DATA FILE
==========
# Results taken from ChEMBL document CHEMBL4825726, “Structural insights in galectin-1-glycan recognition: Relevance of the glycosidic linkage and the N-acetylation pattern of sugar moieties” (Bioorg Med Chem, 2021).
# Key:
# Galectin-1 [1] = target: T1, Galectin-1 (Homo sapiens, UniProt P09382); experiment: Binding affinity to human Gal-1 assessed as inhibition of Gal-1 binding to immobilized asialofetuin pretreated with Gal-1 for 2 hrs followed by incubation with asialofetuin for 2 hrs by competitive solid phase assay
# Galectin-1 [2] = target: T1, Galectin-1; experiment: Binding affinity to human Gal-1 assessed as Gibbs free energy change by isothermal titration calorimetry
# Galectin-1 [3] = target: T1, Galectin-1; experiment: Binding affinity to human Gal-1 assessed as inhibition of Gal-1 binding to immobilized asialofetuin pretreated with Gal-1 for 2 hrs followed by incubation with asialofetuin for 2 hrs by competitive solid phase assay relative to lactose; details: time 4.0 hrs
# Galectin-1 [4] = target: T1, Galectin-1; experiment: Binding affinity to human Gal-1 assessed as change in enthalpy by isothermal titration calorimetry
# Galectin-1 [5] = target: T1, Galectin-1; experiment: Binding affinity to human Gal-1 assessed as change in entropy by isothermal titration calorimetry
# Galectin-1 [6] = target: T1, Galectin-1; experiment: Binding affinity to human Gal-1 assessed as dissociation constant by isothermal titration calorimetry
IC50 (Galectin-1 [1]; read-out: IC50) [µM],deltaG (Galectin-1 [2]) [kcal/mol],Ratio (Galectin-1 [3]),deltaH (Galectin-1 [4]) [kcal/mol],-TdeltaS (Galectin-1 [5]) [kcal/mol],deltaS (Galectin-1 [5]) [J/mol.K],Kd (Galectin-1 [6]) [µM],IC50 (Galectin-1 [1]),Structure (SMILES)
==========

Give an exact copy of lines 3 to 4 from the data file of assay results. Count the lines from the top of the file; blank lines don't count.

# Galectin-1 [1] = target: T1, Galectin-1 (Homo sapiens, UniProt P09382); experiment: Binding affinity to human Gal-1 assessed as inhibition of Gal-1 binding to immobilized asialofetuin pretreated with Gal-1 for 2 hrs followed by incubation with asialofetuin for 2 hrs by competitive solid phase assay
# Galectin-1 [2] = target: T1, Galectin-1; experiment: Binding affinity to human Gal-1 assessed as Gibbs free energy change by isothermal titration calorimetry